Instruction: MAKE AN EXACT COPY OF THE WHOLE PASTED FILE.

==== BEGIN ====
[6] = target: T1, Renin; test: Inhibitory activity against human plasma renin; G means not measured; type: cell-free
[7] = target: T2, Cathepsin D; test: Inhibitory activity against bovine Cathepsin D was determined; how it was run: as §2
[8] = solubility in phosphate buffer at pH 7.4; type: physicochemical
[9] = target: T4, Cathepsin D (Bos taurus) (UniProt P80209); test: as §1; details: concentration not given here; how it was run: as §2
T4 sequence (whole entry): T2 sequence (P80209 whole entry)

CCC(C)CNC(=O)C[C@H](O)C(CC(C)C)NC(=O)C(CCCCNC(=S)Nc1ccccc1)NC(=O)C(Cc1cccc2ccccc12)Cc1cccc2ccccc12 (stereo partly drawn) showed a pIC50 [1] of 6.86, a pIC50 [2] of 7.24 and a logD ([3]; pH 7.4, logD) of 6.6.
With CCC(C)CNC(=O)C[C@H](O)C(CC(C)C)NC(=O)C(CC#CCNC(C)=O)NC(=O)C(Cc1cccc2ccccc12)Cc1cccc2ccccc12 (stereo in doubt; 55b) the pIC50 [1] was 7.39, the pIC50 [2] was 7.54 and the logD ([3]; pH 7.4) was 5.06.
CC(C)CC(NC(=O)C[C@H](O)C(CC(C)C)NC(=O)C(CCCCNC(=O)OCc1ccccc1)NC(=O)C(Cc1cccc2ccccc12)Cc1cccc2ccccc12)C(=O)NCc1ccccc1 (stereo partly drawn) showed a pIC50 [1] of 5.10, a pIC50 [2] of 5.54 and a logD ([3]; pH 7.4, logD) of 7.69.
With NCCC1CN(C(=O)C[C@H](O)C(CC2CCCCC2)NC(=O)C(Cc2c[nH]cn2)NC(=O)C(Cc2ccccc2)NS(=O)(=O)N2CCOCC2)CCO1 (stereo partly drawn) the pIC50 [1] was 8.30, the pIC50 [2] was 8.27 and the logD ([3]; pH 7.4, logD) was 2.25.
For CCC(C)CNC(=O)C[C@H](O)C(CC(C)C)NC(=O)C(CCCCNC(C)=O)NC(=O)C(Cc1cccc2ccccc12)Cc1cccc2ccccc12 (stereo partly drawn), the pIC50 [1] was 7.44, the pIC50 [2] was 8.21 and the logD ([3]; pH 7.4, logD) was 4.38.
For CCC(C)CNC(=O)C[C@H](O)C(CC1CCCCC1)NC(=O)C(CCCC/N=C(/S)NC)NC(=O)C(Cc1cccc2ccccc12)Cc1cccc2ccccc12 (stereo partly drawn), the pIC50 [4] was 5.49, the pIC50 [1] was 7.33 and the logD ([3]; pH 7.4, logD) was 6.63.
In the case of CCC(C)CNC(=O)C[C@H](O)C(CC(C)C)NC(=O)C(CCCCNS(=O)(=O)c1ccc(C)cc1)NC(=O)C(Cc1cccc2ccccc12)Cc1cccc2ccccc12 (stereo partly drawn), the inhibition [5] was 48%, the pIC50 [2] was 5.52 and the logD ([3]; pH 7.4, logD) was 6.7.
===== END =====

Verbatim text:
[6] = target: T1, Renin; test: Inhibitory activity against human plasma renin; G means not measured; type: cell-free
[7] = target: T2, Cathepsin D; test: Inhibitory activity against bovine Cathepsin D was determined; how it was run: as §2
[8] = solubility in phosphate buffer at pH 7.4; type: physicochemical
[9] = target: T4, Cathepsin D (Bos taurus) (UniProt P80209); test: as §1; details: concentration not given here; how it was run: as §2
T4 sequence (whole entry): T2 sequence (P80209 whole entry)

CCC(C)CNC(=O)C[C@H](O)C(CC(C)C)NC(=O)C(CCCCNC(=S)Nc1ccccc1)NC(=O)C(Cc1cccc2ccccc12)Cc1cccc2ccccc12 (stereo partly drawn) showed a pIC50 [1] of 6.86, a pIC50 [2] of 7.24 and a logD ([3]; pH 7.4, logD) of 6.6.
With CCC(C)CNC(=O)C[C@H](O)C(CC(C)C)NC(=O)C(CC#CCNC(C)=O)NC(=O)C(Cc1cccc2ccccc12)Cc1cccc2ccccc12 (stereo in doubt; 55b) the pIC50 [1] was 7.39, the pIC50 [2] was 7.54 and the logD ([3]; pH 7.4) was 5.06.
CC(C)CC(NC(=O)C[C@H](O)C(CC(C)C)NC(=O)C(CCCCNC(=O)OCc1ccccc1)NC(=O)C(Cc1cccc2ccccc12)Cc1cccc2ccccc12)C(=O)NCc1ccccc1 (stereo partly drawn) showed a pIC50 [1] of 5.10, a pIC50 [2] of 5.54 and a logD ([3]; pH 7.4, logD) of 7.69.
With NCCC1CN(C(=O)C[C@H](O)C(CC2CCCCC2)NC(=O)C(Cc2c[nH]cn2)NC(=O)C(Cc2ccccc2)NS(=O)(=O)N2CCOCC2)CCO1 (stereo partly drawn) the pIC50 [1] was 8.30, the pIC50 [2] was 8.27 and the logD ([3]; pH 7.4, logD) was 2.25.
For CCC(C)CNC(=O)C[C@H](O)C(CC(C)C)NC(=O)C(CCCCNC(C)=O)NC(=O)C(Cc1cccc2ccccc12)Cc1cccc2ccccc12 (stereo partly drawn), the pIC50 [1] was 7.44, the pIC50 [2] was 8.21 and the logD ([3]; pH 7.4, logD) was 4.38.
For CCC(C)CNC(=O)C[C@H](O)C(CC1CCCCC1)NC(=O)C(CCCC/N=C(/S)NC)NC(=O)C(Cc1cccc2ccccc12)Cc1cccc2ccccc12 (stereo partly drawn), the pIC50 [4] was 5.49, the pIC50 [1] was 7.33 and the logD ([3]; pH 7.4, logD) was 6.63.
In the case of CCC(C)CNC(=O)C[C@H](O)C(CC(C)C)NC(=O)C(CCCCNS(=O)(=O)c1ccc(C)cc1)NC(=O)C(Cc1cccc2ccccc12)Cc1cccc2ccccc12 (stereo partly drawn), the inhibition [5] was 48%, the pIC50 [2] was 5.52 and the logD ([3]; pH 7.4, logD) was 6.7.